Sunday , November 29 2020

Ontario presents social assistance reforms, including a change in the definition of disability



Toronto – The government of Ontario brings changes in social assistance that critics say will make it difficult for people to benefit from support for people with disabilities.

Social Services Minister Lisa McLeod says the province will bring the definition of disability in line with the federal government as part of its main reform of social assistance.

Ottawa has no definite definition of what constitutes a disability but opposition lawmakers claim that the threshold that qualifies for Canadian pension plan disability benefits is higher than for the Ontario Disability Support Program.

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McLae said that those who currently receive support for people with disabilities from the province will be attracted but will not say whether they will be less able to qualify in the future.

But the changes announced on Thursday will allow people receiving social assistance to hold more than the money they earn.

The province says the people of the CPRP will be able to earn $ 6,000 a year, without providing support, reduced, not the current $ 200 per month. It is also said to have a 25% income release over $ 6,000.

WATCH: Lisa McLeod announces a new approach to social assistance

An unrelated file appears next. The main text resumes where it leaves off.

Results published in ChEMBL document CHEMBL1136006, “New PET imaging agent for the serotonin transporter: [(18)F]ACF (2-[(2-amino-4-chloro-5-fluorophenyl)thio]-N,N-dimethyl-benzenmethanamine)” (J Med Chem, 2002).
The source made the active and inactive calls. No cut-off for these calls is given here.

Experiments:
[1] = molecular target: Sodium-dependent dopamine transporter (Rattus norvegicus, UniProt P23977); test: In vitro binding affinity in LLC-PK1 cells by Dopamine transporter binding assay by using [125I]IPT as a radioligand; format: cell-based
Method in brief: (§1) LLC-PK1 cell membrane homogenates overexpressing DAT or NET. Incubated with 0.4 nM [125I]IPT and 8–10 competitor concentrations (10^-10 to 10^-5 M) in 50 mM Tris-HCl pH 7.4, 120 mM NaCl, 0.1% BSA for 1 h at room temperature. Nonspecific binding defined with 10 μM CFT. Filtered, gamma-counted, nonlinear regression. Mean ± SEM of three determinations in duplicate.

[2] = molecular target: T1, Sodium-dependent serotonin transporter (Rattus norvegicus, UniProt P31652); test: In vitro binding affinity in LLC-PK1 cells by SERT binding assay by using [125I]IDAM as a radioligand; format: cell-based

Those who get support through Ontario are going to be able to get $ 300 a month before they get a drop in support compared to the current $ 200. They would also have a 25% waiver of any extra income.

The previous liberal regime promised to raise the monthly threshold to $ 400 with a 50% release from additional revenue.

The announcement on Thursday comes just months after the government ceased canceling a pilot income project.

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The government announced in July that it had "eradicated" a pilot project that provided payments to 4,000 low-income people in cities like Hamilton, Brantford, Thunder Bay and Lindsey.

At that time, McLeod called the program launched by the liberals in 2017 and is expected to last for three years, "an obstacle to the return of people to work."

Advocates against poverty have rejected this move, with one of the groups promising to defend against what he called the Premier Doug Ford's "war against the poor."

Conservatives also said they are reducing the projected increase in social assistance by 3% to 1.5%.


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